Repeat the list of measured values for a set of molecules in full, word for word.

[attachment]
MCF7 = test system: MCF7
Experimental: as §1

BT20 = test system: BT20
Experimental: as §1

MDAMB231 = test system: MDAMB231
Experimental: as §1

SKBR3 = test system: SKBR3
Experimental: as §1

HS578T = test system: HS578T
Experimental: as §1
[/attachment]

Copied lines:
MCF7 = test system: MCF7
Experimental: as §1

BT20 = test system: BT20
Experimental: as §1

MDAMB231 = test system: MDAMB231
Experimental: as §1

SKBR3 = test system: SKBR3
Experimental: as §1

HS578T = test system: HS578T
Experimental: as §1